'Uttharam' was a movie that I had seen when I was in school, and yet I remember that the movie fascinated me. I'd been waiting for a chance to re-visit it, and when the opportunity occurred, I grabbed it with both hands.
On the face of it, 'Uttharam' is much like the very, many investigative-series movies that adorn (and litter, in many cases) Mammootty's career. The wife of a close friend Matthew (Sukumaran) takes her own life, and upon his entreaties, Balu (Mammootty) takes it upon himself to dig deeper into the reasons for her sudden decision. And sudden it did seem, for by all accounts Selena (Suparna) lead a comfortable life, had a husband who doted on her. and was a noted poet highly regarded in all literary circles. The camera faithfully follows Balu as he goes about unraveling the mystery behind the untimely death of Selena.
The adapted screenplay by the renowned M.T.Vasudevan Nair elevates the movie to another realm altogether. 'Uttharam' does feature many of his pet muses, like the throwaway references to the displaced feudal patriarch (Sukumaran, in this instance), and the well-read, modern but nostalgic Mallu male (Mammootty). However, unlike some other movies scripted by MT (Midhya for instance), this does not form the central premise of the movie. Purportedly inspired by a Daphne Du Maurier short story (I haven't been able to find out which one, but its fairly obvious if you know what you are looking for). 'Uttharam' has a very carefully crafted screenplay, and it does the reputation of the great writer no injustice.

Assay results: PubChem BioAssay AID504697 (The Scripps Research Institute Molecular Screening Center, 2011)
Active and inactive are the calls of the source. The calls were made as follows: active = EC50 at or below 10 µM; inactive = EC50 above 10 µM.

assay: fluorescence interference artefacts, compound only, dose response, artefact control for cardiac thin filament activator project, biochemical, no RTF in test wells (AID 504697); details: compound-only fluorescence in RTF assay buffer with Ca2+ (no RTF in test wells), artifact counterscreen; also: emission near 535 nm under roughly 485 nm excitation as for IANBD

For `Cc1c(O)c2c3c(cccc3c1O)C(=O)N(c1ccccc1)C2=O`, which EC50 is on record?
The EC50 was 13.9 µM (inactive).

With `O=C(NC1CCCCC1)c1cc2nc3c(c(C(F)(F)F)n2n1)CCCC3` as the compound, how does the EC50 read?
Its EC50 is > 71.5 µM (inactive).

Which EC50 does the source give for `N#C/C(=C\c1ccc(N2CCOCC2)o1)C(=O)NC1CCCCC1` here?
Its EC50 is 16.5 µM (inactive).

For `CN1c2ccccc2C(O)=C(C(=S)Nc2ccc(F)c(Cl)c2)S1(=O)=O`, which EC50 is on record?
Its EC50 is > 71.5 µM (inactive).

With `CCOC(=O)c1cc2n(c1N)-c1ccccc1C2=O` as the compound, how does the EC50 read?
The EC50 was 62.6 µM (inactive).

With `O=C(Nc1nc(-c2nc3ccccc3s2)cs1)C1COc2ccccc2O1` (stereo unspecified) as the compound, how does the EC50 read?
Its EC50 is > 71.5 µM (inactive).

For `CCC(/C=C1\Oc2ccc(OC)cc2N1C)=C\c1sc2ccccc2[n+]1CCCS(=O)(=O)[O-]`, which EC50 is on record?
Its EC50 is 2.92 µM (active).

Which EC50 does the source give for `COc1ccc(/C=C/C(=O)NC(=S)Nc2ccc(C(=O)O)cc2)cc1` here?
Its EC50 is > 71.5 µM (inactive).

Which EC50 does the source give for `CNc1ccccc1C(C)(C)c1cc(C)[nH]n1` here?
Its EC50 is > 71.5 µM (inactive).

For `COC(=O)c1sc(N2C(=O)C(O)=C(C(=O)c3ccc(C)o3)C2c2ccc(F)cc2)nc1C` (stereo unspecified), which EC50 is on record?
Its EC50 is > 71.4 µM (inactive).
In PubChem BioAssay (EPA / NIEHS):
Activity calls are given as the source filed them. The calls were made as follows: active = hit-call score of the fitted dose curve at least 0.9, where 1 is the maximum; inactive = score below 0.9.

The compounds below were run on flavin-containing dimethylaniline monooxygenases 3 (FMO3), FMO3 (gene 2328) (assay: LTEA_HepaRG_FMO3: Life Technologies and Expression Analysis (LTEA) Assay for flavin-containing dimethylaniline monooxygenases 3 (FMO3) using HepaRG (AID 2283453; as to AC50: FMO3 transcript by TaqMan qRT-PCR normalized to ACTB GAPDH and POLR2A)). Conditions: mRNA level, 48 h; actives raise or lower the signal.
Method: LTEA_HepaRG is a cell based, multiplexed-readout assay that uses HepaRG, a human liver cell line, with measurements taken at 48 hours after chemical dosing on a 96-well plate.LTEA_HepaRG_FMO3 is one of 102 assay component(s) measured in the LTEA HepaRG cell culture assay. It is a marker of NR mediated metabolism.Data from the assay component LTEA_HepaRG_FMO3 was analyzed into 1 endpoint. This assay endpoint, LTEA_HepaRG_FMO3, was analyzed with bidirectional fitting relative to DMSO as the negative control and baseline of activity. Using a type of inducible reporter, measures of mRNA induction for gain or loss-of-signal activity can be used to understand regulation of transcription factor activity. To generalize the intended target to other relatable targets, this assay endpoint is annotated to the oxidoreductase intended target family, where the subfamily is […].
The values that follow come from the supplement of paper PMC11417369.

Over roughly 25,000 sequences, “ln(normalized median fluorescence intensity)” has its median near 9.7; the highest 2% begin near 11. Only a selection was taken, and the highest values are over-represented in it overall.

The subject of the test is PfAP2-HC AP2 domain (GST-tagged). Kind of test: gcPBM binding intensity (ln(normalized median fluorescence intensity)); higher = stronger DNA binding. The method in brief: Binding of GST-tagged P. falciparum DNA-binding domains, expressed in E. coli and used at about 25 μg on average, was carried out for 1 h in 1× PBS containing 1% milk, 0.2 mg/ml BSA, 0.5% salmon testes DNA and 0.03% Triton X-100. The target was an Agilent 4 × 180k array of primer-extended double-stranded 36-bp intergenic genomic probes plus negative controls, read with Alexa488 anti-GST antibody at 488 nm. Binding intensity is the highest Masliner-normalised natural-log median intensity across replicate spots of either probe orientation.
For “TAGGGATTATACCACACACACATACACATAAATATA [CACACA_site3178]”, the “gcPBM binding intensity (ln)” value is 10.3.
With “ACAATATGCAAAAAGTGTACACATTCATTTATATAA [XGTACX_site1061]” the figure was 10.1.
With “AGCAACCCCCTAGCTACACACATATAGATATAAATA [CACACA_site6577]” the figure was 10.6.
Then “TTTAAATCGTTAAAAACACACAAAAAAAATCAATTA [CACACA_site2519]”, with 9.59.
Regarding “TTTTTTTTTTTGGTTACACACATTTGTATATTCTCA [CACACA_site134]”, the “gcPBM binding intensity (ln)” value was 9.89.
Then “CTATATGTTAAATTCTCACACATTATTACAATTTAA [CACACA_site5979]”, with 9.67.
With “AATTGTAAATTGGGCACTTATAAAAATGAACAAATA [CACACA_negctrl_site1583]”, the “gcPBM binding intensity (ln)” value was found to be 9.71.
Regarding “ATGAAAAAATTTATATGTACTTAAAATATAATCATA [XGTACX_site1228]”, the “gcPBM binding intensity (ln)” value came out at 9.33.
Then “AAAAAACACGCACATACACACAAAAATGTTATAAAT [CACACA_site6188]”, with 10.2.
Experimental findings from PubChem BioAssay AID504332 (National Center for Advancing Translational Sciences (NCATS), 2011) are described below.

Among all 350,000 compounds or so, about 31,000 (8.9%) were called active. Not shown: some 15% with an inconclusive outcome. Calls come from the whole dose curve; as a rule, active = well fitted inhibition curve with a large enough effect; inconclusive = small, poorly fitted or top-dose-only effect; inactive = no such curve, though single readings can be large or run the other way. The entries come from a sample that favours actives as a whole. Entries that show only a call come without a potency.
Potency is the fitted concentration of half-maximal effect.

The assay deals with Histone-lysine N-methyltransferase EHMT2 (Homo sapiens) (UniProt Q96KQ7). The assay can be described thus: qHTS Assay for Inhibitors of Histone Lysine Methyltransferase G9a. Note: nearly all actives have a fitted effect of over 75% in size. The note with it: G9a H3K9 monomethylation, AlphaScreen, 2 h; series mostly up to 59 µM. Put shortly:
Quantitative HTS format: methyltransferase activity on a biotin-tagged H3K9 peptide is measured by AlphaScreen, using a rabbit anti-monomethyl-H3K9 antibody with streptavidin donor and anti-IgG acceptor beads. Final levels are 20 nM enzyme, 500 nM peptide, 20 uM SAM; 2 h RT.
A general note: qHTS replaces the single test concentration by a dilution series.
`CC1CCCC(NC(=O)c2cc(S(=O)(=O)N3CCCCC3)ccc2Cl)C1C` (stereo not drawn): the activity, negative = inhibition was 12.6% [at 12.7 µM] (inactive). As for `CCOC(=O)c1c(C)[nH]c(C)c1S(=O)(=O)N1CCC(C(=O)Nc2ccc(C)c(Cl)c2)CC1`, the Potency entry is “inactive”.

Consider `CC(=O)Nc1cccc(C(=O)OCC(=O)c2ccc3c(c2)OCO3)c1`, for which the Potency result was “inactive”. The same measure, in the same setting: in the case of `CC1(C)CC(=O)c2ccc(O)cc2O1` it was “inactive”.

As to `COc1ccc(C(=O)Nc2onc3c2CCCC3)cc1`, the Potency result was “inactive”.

**** Spoilers Ahead *****
Mammootty plays Balu straight, as a man with no roots anywhere. There are several hints as to this aspect of his personality - conversations about the frequent switching of jobs and cities, his wandering nature etc. All he really cares about is this family, really. Balu's initial hesitancy to accept the task of prodding into Selena's untimely demise, and his later sagaciousness in not giving up are subtly brought out by the actor. The only odd note in this performance is the scene he creates at the orphanage. Mammootty reverts to type there, and the scene sticks out like a sore thumb.
Parvathy plays the disturbed friend of Selena. Although she is introduced as a normal character, it soon becomes clear that she is a bit strange, and very much a loner. However, the reasons for this demeanor come out much later in the movie (though not as much of a surprise). The actress is strictly ok here; I felt that Parvathy could have played her character in a much more enigmatic fashion.
Suparna is hopelessly miscast as Selena. For one, her escapades in 'Vaishali' are much too familiar to accept her as an intellectual of any kind. Moreover, she doesn't look the part either. However, the screenplay wisely decides to just speak about her, rather than show a direct flashback. This is much like the technique adapted in Nelson Demille's 'The General's Daughter', and is surprisingly effective. Despite the actress, you do empathize with the character, which is a phenomenal achievement of sorts.
The biblical allusions in the movie really work, and there are quite a few in the movie. The reason for the suicide hardly strikes one as superficial, despite the central premise being flimsy - full credit to the screenplay-writer, and the director. There are a few loopholes (where would you find a schoolgirl who believes in immaculate conception in this time and age, even if she is the overtly religious daughter of a priest?), but they really are largely ignorable by the time you reach the finale of the movie. A must-watch for lovers of good cinema.